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The work of the Section over the past year is described.
The aim of the Section on Bibliography is to promote bibliographic activities in both theory and practice. Its objectives are to establish a forum for the discussion of questions concerning the principles of different types of bibliography, especially national bibliography; and to set guidelines and recommendations for the improvement of national bibliographic control and the international excha nge of bibliographic information, taking into account the effect of new technologies, the state of development of different countries and of users' needs.
The newly elected officers of the Section are Mr Ross Bourne of the British Library National Bibliographic Service (chair) and Ms Isabel Boudet of the Bibliothèque Nationale de France (secretary). They are supported by a committee of seven members, plus three corresponding members and as Honorary Adviser, Ms Marcelle Beaudiquez, also of the BibliothÞque Nationale de France.
During the past year the Section's energies have been dedicated largely to joint projects with other sections within the Division of Bibliographic Control. It has participated in seminars on universal bibliographic control and UNIMARC (Dakar, Sénégal, in November and Vilnius, Lithuania, in June). It is leading the planning of a large scale conference on national bibliographic serv ices to be held in Copenhagen, Denmark, in 1997. It is especially concerned with the revision of the UBCIM Programme's publication Names of Persons.
At a more specific level, the chair of the Section is undertaking a project that is investigating the technological gap between developed and developing countries in the production of national bibliographies. To this end, he visited Vilnius, Lithuania, earlier this year, and it is hoped that another colleague, currently in Namibia, may be able to contribute her experience in southern Africa to t his study. The study should be concluded later this year and will be published in due course.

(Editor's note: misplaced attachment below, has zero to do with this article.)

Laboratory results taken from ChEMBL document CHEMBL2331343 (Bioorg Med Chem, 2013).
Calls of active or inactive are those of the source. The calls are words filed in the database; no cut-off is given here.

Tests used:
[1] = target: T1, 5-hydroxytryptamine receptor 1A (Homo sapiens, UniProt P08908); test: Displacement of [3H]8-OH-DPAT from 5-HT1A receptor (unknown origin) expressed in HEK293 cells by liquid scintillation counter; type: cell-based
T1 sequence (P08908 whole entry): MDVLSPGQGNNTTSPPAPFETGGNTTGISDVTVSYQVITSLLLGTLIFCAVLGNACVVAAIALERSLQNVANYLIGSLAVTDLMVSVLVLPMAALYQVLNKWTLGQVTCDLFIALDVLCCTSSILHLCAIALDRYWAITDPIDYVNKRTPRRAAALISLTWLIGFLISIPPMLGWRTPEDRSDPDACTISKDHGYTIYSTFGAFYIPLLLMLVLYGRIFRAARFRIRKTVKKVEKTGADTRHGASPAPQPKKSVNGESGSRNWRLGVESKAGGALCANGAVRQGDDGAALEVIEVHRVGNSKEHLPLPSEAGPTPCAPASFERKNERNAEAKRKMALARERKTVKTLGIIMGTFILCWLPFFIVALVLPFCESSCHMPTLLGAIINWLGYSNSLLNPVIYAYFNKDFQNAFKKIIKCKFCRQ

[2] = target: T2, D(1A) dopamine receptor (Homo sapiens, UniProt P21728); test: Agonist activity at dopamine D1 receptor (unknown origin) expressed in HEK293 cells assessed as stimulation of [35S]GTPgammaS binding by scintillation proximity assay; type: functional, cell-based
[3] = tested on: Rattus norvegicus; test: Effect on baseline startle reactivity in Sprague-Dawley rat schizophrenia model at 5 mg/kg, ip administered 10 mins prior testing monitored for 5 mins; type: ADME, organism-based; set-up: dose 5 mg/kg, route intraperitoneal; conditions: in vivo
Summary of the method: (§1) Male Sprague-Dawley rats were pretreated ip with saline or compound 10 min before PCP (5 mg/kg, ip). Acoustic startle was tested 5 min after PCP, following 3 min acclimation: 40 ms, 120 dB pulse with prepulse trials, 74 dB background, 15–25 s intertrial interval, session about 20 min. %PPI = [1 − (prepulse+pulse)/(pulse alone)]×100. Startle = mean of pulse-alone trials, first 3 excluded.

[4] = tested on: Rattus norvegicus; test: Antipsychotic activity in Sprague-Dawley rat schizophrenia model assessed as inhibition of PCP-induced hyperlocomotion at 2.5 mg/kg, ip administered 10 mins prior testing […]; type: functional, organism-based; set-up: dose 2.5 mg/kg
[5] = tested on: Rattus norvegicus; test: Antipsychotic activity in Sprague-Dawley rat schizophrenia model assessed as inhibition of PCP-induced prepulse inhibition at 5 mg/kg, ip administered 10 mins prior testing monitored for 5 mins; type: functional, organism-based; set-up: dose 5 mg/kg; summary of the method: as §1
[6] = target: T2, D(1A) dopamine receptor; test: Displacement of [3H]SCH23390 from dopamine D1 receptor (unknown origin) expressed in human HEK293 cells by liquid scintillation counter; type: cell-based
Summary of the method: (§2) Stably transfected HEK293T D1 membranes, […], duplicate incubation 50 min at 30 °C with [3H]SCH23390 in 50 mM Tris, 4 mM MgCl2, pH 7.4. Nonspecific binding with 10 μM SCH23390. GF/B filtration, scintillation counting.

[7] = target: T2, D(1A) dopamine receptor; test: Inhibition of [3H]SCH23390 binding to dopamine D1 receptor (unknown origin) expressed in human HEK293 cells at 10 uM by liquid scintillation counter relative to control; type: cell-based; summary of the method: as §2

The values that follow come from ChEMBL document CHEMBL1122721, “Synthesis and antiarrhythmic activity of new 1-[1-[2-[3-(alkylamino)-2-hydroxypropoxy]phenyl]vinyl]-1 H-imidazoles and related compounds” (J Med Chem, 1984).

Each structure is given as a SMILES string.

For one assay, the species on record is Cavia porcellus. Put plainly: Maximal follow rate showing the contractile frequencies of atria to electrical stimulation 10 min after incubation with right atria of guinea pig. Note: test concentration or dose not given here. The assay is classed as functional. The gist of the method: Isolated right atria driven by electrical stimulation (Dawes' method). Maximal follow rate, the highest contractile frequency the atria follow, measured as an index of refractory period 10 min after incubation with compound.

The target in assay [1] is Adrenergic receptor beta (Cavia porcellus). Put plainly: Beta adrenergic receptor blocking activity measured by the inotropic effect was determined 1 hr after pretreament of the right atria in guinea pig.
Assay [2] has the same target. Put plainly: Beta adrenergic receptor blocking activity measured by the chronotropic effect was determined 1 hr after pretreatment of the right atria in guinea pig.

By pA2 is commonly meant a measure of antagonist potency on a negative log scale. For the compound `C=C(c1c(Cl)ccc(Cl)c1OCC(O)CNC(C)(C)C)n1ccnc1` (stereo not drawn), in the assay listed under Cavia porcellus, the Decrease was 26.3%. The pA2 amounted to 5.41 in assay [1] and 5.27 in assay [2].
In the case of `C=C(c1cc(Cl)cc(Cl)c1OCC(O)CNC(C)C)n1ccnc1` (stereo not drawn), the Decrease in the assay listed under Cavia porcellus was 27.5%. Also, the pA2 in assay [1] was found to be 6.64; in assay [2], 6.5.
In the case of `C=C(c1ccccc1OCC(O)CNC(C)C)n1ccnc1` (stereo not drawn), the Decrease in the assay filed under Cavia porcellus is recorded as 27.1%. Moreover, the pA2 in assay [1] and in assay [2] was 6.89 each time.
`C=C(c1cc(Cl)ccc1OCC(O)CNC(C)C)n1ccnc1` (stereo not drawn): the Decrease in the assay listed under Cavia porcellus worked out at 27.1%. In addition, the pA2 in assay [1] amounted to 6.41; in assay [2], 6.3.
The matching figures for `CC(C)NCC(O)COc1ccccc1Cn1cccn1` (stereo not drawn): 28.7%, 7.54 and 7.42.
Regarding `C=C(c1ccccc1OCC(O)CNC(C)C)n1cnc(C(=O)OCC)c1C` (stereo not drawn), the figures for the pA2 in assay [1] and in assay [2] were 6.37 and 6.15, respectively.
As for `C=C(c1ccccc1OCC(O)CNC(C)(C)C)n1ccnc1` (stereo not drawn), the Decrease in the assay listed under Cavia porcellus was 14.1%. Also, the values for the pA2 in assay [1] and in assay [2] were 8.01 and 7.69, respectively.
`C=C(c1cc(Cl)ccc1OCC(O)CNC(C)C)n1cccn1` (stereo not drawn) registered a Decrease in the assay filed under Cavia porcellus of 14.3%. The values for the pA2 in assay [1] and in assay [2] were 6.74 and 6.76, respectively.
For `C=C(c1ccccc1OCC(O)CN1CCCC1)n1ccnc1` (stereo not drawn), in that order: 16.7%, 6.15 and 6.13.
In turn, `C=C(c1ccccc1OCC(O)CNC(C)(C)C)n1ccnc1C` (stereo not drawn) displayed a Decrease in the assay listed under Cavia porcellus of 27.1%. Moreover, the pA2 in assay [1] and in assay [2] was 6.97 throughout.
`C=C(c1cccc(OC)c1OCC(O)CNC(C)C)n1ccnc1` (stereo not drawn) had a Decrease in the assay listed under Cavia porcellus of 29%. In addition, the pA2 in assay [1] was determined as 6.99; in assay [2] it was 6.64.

Two interesting papers are to be presented at the Section's Programme session later this week. One is by Samuel B Bandara of the University of the West Indies in Jamaica and will describe the project to establish a Caribbean Books in Print. The other paper is intended as an early contribution to the 1997 conference mentioned above; it is a paper on quality in national bibliographic services and has been written by Philip Bryant of UKOLN at the University of Bath in the United Kingdom.
The Section on Bibliography is concerned that many of its members come from the more developed world; indeed, its Standing Committee is entirely composed of librarians from Europe and the United States. But bibliography is not the prerogative of nations that can trade with hard currency and communicate with one another by electronic means. Bibliography is about being able to access the national memory as it has come to be recorded. If we do not have the means to find out what happened in the past, we have little chance to understand the future. Although there has in the recent past been a tendency to belittle bibliographic skills in my own country, bibliographic control is often an optional extra in the schools of librarianship and information science I have no doubt whatsoever t hat those skills are more necessary than ever before if we are to cope with the amounts and varieties of published information and attempt to organize it for the users in our libraries. That is no less true of areas such as Latin America and the Caribbean than it is of anywhere else in the world.
My Standing Committee and I look forward to meeting as many of you as possible and sharing our experience during the coming week.